GROWING Miscanthus as an alternative crop can offer farmers some much needed long-term assurance about financial returns, according to biomass firm Terravesta.

The company said that miscanthus grows well on almost any soil type with minimum inputs, harvested each spring for potentially 20 years or more. Grown under contract, whole bales of miscanthus are used to fuel renewable energy power stations supported by long-term government grants.

Farmers interested in finding out more about growing it are invited to a Terravesta farm walk in Louth, Lincolnshire, on May 23, where the host will be arable farmer, Peter Strawson, who grows 34 hectares of Miscanthus on his outlying land and took the first harvest this year.

“The Miscanthus is on very good quality land but it’s outlying, meaning the combine etc has to be moved a long way, so it’s not practical or cost-effective to grow cereals on it," said Mr Strawson.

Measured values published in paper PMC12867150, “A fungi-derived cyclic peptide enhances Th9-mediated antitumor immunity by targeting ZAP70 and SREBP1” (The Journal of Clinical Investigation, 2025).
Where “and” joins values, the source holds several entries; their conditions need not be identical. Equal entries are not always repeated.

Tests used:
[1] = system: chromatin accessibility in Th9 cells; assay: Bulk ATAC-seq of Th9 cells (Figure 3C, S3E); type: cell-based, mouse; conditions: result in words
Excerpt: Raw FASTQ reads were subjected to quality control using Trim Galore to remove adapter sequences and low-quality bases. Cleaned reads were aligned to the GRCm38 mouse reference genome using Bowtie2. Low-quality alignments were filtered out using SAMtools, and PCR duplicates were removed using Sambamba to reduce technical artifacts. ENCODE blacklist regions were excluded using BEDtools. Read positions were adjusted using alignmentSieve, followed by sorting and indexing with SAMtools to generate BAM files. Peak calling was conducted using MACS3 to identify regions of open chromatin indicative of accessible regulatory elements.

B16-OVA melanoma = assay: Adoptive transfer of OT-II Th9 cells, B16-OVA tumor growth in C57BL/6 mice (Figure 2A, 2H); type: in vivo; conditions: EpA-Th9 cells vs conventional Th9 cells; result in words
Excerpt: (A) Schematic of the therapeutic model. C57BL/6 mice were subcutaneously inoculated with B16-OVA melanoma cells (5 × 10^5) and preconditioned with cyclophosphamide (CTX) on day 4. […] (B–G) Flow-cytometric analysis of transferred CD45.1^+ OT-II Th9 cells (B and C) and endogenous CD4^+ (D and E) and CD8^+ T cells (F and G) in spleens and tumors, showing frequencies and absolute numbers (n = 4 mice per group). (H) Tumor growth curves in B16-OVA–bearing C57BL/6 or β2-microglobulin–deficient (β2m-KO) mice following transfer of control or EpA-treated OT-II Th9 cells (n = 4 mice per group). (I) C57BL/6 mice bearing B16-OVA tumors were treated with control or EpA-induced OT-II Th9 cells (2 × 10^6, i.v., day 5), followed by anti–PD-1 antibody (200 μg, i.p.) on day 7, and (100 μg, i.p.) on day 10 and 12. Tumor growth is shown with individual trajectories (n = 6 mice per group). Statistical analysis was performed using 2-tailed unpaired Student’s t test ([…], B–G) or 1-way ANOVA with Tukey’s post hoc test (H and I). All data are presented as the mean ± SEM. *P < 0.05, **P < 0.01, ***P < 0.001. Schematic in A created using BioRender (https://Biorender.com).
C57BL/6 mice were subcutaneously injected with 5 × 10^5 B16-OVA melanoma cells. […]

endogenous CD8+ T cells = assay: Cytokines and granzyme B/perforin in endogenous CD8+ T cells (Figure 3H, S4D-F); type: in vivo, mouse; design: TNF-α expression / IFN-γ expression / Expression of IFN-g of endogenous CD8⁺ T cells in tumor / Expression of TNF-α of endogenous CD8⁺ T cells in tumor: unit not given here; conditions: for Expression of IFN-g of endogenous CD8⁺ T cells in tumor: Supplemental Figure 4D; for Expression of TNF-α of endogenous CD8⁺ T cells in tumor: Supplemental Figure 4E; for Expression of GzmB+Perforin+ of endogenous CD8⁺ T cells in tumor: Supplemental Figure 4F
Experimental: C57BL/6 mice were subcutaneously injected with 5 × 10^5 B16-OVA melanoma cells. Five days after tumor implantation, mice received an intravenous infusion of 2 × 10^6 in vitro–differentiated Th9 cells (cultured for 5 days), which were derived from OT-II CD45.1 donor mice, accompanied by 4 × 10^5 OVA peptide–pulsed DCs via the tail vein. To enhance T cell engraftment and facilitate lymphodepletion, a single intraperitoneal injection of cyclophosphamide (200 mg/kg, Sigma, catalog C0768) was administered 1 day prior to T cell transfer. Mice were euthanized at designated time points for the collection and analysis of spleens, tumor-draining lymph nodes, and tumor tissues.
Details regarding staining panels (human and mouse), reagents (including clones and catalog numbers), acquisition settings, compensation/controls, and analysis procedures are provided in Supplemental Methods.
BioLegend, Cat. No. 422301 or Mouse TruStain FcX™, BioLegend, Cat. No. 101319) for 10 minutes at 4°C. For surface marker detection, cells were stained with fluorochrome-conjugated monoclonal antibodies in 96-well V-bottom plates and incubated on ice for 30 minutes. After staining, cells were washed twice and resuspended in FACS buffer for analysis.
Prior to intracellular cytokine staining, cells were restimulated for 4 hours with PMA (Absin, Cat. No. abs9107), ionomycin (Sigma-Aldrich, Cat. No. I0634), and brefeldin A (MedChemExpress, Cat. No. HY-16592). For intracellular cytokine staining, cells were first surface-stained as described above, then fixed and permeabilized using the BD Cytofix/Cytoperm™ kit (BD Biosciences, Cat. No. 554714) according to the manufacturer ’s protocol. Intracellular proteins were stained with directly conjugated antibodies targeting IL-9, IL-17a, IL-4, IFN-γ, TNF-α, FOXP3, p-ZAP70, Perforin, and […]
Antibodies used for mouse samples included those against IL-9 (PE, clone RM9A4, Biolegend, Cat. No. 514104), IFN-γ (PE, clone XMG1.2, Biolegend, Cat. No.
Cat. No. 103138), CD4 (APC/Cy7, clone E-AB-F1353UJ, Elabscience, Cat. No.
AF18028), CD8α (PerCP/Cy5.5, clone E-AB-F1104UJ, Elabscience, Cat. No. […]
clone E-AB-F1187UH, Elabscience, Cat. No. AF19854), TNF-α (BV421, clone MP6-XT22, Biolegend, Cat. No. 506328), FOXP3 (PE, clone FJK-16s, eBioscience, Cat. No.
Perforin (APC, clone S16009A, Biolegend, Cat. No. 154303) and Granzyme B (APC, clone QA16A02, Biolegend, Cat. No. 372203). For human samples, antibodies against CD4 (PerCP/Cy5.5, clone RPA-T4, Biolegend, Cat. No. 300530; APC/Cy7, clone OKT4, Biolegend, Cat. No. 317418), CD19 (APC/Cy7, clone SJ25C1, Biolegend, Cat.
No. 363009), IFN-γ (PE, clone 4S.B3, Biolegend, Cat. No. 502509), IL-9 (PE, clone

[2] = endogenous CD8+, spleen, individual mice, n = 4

“The agricultural sector is hopelessly uncertain (as always) and with Miscanthus you have some most welcome long-term assurance. Generally Miscanthus takes care of itself after its establishment and you don’t have to supervise or cultivate it.

“You don’t need sophisticated machinery to harvest it and local contractors are experienced with the crop, working closely with Terravesta and taking care of the harvest completely”.

To find out more about the open day, go to